As with any custom or ritual that has been so embedded in history, tea comes with its own set of do’s and don’ts. Of course, as tea is drunk the world over, there are some quite specific rules depending upon where you may be.

What not to do?

As a general rule, if you’d like to be admired as a true British gentleman or lady when taking your tea, then you’d be best advised never to:

X let your teaspoon crash against the sides of your dainty bone china cup; it’s just plain vulgar

X leave your teaspoon in your cup; it must always be placed on the saucer with the handle pointing in the same direction as the cup handle

X cradle your cup with your fingers; hold the handle with your thumb and forefinger but don’t ever let your pinky extend out; apparently, it’s seen as extravagant and attention-seeking

X allow your saucer to travel further than 30 cm (12in) from your cup

X sip from your spoon (unless, of course, you are a tea taster like Louise)

X swirl your tea around your cup, as you might with wine, for instance

X slurp; absolutely don’t slurp, just sip.

✓ Of course, if you just want to enjoy your tea and make it in a nice big mug, then you can do any or all of the above and no one will think any the worse of you! Just be sure to make your brew following our unbreakable rules to get the best out of your tea and enjoy it any time, anywhere.

Globetrotting tea drinkers: be aware!

Here are a few things to take on board for when you’re drinking tea in a foreign country and want to be on your best behaviour.

  • Vietnam – An offer of tea at a reception or meeting is a ritual form of hospitality and should not be refused.
  • Russia – Don’t hesitate to have your tea with a piece of cake, as it is considered quite rude to serve the tea ‘naked’.
  • India – Reluctantly decline the first offer of tea and let your host insist. Then, after some insistence, politely cave in.
  • Germany – Don’t stir if you’ve been made an East Frisian tea cloud.
  • Japan – Always taste your tea first before adding sugar or milk.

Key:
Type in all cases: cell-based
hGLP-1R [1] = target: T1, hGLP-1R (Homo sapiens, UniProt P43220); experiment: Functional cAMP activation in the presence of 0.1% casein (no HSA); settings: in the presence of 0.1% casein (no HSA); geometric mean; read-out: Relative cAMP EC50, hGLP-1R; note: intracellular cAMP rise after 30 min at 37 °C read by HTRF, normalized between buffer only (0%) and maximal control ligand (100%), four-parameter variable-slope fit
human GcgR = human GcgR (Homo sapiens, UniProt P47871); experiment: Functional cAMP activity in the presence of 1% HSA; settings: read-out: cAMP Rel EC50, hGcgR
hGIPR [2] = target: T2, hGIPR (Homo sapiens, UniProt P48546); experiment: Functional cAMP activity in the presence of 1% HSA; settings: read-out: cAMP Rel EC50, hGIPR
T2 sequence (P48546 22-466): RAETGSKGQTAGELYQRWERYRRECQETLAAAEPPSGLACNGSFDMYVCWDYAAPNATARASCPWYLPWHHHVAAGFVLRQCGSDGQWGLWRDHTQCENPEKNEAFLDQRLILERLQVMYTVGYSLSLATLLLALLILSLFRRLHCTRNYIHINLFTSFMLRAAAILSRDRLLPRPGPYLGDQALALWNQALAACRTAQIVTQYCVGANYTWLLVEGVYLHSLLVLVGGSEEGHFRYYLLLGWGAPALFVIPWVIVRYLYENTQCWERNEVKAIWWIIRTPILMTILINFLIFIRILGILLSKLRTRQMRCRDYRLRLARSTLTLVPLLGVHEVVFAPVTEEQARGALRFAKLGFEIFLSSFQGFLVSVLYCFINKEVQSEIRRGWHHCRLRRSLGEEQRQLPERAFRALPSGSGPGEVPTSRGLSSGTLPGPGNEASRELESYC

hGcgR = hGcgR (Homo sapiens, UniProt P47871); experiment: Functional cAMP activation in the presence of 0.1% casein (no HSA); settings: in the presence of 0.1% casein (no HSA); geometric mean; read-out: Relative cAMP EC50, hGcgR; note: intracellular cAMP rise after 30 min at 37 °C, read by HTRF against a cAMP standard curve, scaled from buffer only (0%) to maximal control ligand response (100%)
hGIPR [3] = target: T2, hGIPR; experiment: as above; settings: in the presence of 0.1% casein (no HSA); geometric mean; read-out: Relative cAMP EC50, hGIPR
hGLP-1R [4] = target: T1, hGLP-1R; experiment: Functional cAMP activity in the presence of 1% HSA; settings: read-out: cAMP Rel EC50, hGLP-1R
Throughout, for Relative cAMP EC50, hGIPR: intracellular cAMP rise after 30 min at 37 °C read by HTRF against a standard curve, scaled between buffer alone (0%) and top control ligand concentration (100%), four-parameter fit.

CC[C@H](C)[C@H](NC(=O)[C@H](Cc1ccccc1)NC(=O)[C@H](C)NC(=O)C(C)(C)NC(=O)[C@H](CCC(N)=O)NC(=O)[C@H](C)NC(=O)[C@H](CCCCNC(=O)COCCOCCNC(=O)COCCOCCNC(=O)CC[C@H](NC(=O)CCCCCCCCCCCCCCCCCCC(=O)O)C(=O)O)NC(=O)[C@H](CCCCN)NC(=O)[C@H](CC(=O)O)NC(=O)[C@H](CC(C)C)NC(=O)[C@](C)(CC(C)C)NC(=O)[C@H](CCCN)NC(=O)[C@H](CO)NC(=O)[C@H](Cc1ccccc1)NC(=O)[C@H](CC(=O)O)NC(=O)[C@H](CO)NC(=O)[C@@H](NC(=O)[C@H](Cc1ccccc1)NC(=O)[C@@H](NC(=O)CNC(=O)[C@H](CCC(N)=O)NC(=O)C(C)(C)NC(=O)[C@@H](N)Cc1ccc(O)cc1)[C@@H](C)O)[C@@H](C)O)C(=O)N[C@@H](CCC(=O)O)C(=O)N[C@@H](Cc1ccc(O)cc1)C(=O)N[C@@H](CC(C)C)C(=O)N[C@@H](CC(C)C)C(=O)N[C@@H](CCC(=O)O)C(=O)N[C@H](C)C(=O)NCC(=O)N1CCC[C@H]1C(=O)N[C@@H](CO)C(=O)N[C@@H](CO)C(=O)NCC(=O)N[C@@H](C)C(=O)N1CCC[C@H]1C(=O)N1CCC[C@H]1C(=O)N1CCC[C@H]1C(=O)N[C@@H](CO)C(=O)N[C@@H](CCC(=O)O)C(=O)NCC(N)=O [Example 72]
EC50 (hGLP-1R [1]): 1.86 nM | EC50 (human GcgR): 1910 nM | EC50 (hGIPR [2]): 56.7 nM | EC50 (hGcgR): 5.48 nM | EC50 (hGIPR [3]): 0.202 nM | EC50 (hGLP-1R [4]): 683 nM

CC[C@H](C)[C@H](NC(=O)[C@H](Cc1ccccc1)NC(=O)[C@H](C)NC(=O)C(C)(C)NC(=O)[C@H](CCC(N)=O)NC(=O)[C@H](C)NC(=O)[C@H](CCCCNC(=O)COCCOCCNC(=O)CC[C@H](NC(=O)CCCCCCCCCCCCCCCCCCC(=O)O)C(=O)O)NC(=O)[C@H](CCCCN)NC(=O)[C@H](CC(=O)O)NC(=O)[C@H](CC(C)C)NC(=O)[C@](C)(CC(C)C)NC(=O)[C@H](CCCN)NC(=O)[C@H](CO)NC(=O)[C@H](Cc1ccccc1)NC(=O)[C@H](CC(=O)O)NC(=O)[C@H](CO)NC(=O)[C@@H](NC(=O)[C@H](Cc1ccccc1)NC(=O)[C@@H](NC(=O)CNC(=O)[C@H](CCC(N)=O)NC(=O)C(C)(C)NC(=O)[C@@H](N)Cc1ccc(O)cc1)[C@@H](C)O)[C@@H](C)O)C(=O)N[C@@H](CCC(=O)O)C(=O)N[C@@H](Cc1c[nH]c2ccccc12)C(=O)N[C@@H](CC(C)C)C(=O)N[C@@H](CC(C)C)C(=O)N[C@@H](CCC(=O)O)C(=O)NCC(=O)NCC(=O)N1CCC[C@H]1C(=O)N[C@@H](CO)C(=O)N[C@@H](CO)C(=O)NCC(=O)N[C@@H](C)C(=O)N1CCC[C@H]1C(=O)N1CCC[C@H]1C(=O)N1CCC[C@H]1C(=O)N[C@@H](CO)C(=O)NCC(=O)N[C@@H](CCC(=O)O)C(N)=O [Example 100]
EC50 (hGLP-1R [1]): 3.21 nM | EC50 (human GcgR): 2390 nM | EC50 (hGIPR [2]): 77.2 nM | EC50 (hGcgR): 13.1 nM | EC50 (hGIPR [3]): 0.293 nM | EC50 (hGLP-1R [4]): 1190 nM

• Argentina – Don’t use the bombilla (straw) to stir the yerba mate in a gourd.
  • China – Express your thanks by gently tapping two fingers on the table. Just two, mind.
  • Morocco – If in a souk, finish your tea before haggling.
  • Turkey – Since it is offered all the time and everywhere, it is a gesture of hospitality and you must always take the tea, even if you only put it to your lips or just take a few sips.
  • Egypt – Always accept the cup of tea and/or coffee. Never pour your own drink. Even if you don’t want it, accept it anyway, and simply don’t drink it. If you refuse, your host may feel rejected.

Confessions of a tea dunker

tea dunk

Do you like to dunk biscuits into your tea? I do. If you’re not sure what I’m on about, then let me give you a definition of the verb ‘dunk’. Dunk: to dip food into a drink before eating it. Sounds straightforward, but in reality it’s so much more complex than that. Read on to find out why.

I realise that dunking biscuits into tea may be a very British thing to do (although I have heard that Americans dip Oreos into milk and Aussies like to dip a Tim Tam in their brew), but how and where did this ritual originate?

Could it have come from one of the major tea-producing nations, such as China or India? Perhaps it was a Mayan pastime, originally using hot chocolate instead of tea and devised to keep them occupied after their calendar-making came to a halt? Or could it have been the Ancient Romans, who invented pretty much everything else?